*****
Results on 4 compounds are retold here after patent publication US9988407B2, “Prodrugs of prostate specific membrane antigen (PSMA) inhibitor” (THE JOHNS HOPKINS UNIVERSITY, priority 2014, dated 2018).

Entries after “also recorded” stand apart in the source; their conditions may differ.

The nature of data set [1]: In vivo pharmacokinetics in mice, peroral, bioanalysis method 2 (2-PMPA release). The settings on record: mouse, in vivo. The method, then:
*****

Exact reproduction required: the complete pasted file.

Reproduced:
Results on 4 compounds are retold here after patent publication US9988407B2, “Prodrugs of prostate specific membrane antigen (PSMA) inhibitor” (THE JOHNS HOPKINS UNIVERSITY, priority 2014, dated 2018).

Entries after “also recorded” stand apart in the source; their conditions may differ.

The nature of data set [1]: In vivo pharmacokinetics in mice, peroral, bioanalysis method 2 (2-PMPA release). The settings on record: mouse, in vivo. The method, then: